A new study finds that antipsychotic medication is often prescribed to individuals with intellectual and developmental disabilities (IDD), often in the absence of an accompanying psychiatric diagnosis. Common IDD include Down syndrome, fetal alcohol syndrome, and autism.
Canadian researchers believe the findings suggest that antipsychotic medications are being used to manage behavioral issues, a practice that is only recommended if other options have failed.
The study was conducted by the Centre for Addiction and Mental Health (CAMH) and Institute for Clinical Evaluative Sciences (ICES) and appears in The Canadian Journal of Psychiatry.
Investigators believe the six-year population-based study brings a new perspective about prescribing practices of antipsychotic medication to adults with IDD.
Researchers examined the health care data of 51,881 adults with IDD who were less than 65 years of age. The study is the first population-based study to investigate the use of antipsychotic medication in adults with IDD in Canada.
“The results of our study make us question how often antipsychotics are being used as tool to manage behavioral issues. We need to understand more about why these medications are prescribed to those without psychiatric disorders, what else has been tried prior to medication, and how well these medications are being monitored,” says lead author Yona Lunsky.
Antipsychotics can be prescribed to adults with IDD as a method of managing behavioral challenges, however, the practice is often performed with a comprehensive assessment of the underlying contributors to such behaviors.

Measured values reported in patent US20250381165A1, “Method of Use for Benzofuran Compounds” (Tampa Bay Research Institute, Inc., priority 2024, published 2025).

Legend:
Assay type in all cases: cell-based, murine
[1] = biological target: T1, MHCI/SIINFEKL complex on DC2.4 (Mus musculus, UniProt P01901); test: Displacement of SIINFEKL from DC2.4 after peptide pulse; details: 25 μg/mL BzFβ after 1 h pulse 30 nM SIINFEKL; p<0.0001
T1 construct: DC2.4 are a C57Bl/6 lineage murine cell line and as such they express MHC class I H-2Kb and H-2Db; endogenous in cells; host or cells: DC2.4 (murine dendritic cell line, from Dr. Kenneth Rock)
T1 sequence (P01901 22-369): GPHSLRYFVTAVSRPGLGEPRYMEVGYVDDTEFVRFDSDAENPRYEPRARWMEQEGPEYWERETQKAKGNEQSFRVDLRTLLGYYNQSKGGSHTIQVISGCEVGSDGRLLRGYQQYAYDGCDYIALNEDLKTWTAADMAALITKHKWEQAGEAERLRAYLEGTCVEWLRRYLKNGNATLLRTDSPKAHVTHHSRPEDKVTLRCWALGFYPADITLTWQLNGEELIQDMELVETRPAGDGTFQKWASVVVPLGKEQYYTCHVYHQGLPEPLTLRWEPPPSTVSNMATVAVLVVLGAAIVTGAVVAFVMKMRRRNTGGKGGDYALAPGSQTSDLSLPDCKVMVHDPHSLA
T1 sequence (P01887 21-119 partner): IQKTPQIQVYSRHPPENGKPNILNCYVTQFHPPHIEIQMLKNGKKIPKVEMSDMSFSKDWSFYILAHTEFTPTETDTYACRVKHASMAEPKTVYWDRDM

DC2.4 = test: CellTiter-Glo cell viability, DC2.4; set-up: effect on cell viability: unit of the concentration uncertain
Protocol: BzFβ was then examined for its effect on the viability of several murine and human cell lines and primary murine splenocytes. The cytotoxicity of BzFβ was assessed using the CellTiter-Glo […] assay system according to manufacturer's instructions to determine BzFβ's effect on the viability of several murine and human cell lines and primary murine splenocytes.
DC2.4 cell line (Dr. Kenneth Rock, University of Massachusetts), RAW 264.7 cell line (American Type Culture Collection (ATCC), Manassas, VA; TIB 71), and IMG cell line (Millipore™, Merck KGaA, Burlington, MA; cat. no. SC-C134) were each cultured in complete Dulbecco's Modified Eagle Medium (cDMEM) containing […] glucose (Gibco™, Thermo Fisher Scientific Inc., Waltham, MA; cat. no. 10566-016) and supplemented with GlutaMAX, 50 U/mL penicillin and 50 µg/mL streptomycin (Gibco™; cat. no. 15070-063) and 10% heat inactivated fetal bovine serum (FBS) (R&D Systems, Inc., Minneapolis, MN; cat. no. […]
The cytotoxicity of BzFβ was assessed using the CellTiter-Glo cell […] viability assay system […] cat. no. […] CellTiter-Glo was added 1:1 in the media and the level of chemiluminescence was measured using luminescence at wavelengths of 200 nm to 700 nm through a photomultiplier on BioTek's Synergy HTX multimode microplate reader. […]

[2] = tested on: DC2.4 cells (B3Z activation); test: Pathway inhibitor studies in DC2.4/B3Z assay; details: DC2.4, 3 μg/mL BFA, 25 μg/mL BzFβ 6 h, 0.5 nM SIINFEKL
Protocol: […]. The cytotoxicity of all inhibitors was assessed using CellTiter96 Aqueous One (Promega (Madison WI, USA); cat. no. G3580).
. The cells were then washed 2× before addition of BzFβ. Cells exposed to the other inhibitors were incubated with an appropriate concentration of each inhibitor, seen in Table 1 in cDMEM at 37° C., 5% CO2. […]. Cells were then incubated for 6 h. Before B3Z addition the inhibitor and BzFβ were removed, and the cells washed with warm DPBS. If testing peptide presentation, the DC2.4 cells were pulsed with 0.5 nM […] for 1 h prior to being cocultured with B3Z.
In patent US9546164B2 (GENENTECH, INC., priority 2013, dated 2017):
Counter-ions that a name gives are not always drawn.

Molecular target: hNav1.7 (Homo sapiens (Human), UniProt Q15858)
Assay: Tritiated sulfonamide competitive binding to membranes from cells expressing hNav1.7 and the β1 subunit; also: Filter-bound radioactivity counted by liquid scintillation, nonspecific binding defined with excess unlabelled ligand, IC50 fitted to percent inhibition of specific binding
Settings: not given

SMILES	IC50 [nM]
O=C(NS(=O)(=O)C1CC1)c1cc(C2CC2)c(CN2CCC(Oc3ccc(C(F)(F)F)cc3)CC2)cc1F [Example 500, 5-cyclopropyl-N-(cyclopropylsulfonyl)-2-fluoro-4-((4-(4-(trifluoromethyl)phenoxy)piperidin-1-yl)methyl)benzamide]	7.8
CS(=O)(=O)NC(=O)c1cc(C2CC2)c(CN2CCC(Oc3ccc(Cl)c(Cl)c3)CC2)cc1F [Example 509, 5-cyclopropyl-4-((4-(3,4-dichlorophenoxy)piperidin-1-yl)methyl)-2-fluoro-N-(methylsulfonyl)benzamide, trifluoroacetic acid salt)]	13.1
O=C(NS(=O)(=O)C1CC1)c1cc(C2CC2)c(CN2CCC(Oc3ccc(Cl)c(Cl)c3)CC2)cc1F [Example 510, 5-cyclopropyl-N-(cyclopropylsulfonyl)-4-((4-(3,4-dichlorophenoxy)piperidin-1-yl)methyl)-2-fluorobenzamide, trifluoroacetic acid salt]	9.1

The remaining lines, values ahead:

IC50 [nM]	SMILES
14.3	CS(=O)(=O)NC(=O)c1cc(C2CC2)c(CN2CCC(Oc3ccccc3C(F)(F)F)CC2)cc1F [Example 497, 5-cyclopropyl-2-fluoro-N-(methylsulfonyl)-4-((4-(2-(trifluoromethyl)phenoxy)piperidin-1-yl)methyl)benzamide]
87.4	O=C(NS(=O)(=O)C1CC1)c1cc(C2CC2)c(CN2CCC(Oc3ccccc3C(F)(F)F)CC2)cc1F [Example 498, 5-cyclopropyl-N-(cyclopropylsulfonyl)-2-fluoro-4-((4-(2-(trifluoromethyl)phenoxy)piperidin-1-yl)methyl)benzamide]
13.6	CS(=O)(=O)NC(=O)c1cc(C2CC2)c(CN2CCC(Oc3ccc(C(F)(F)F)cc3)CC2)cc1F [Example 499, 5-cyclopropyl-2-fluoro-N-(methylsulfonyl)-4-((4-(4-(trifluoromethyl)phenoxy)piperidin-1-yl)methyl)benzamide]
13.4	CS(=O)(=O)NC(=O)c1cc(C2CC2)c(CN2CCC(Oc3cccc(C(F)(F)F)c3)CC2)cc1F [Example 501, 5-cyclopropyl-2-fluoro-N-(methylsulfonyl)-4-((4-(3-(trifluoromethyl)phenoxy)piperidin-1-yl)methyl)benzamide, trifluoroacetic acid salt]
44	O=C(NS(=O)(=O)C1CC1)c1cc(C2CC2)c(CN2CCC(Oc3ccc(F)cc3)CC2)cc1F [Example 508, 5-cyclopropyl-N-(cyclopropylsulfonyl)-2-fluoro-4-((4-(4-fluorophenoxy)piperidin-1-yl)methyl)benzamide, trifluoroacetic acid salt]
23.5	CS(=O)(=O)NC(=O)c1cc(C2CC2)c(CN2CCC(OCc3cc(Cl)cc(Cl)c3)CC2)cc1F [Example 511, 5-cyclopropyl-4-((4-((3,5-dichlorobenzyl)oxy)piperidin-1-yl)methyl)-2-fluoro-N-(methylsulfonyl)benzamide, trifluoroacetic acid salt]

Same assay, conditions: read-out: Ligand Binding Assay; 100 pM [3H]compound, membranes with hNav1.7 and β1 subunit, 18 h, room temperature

According to guidelines, antipsychotics should not be used as a first line treatment for behavior challenges.
“This study shows that antipsychotic use in adults with IDD is common. We need to pay more attention to how antipsychotics are prescribed and monitored to ensure appropriate prescribing for this vulnerable population,” says Tara Gomes, co-author on the study, a scientist at ICES and a principal investigator of Ontario Drug Policy Research Network (ODPRN).
The researchers add that antipsychotic prescribing is particularly problematic for this population due to the potential for adverse effects such as the increased risk for metabolic complications.
In this study, one in six adults had diabetes and one in five had hypertension. Furthermore, adults with IDD may have difficulties in providing informed medical consent and reporting unfavorable side effects should they arise.
The six-year study found:
- 39 percent of Ontario adults with IDD were dispensed antipsychotic medication (20,316 individuals)
- 29 percent of the antipsychotic users did not have a documented psychiatric diagnosis
This study also analyzed a sub-cohort of adults with IDD living in Ontario group homes and found:
- 56 percent (4,073) of individuals residing in group homes were prescribed an antipsychotic
- Of the antipsychotic users in a group home setting, 43 percent did not have a documented psychiatric diagnosis